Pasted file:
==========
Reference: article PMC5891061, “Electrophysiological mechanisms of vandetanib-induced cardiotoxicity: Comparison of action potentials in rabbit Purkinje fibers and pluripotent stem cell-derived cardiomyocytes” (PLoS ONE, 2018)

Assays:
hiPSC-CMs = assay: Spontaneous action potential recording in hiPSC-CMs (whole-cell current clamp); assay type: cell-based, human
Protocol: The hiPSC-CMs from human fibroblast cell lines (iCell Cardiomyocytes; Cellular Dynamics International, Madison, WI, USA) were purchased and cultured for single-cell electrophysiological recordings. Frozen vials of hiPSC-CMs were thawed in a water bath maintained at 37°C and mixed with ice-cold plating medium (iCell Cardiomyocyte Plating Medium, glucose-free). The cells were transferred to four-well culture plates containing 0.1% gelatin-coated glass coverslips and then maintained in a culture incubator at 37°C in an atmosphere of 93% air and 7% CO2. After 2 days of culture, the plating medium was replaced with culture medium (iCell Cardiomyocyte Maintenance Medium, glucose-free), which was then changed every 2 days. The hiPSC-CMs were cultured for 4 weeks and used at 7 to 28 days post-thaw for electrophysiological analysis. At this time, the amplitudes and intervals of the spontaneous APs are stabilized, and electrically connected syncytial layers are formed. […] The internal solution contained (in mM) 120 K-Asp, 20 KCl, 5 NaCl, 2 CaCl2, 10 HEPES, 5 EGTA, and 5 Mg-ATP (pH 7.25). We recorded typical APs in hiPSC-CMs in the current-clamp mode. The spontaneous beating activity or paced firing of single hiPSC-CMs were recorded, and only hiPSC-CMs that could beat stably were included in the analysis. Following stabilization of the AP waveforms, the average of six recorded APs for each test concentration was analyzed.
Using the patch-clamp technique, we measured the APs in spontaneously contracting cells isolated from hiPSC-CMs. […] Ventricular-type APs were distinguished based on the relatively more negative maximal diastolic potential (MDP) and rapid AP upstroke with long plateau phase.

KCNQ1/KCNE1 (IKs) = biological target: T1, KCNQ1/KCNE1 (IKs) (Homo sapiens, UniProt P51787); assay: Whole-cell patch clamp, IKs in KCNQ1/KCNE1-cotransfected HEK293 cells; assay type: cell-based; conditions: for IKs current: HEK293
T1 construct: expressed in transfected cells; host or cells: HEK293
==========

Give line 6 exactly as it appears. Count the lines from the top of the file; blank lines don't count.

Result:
KCNQ1/KCNE1 (IKs) = biological target: T1, KCNQ1/KCNE1 (IKs) (Homo sapiens, UniProt P51787); assay: Whole-cell patch clamp, IKs in KCNQ1/KCNE1-cotransfected HEK293 cells; assay type: cell-based; conditions: for IKs current: HEK293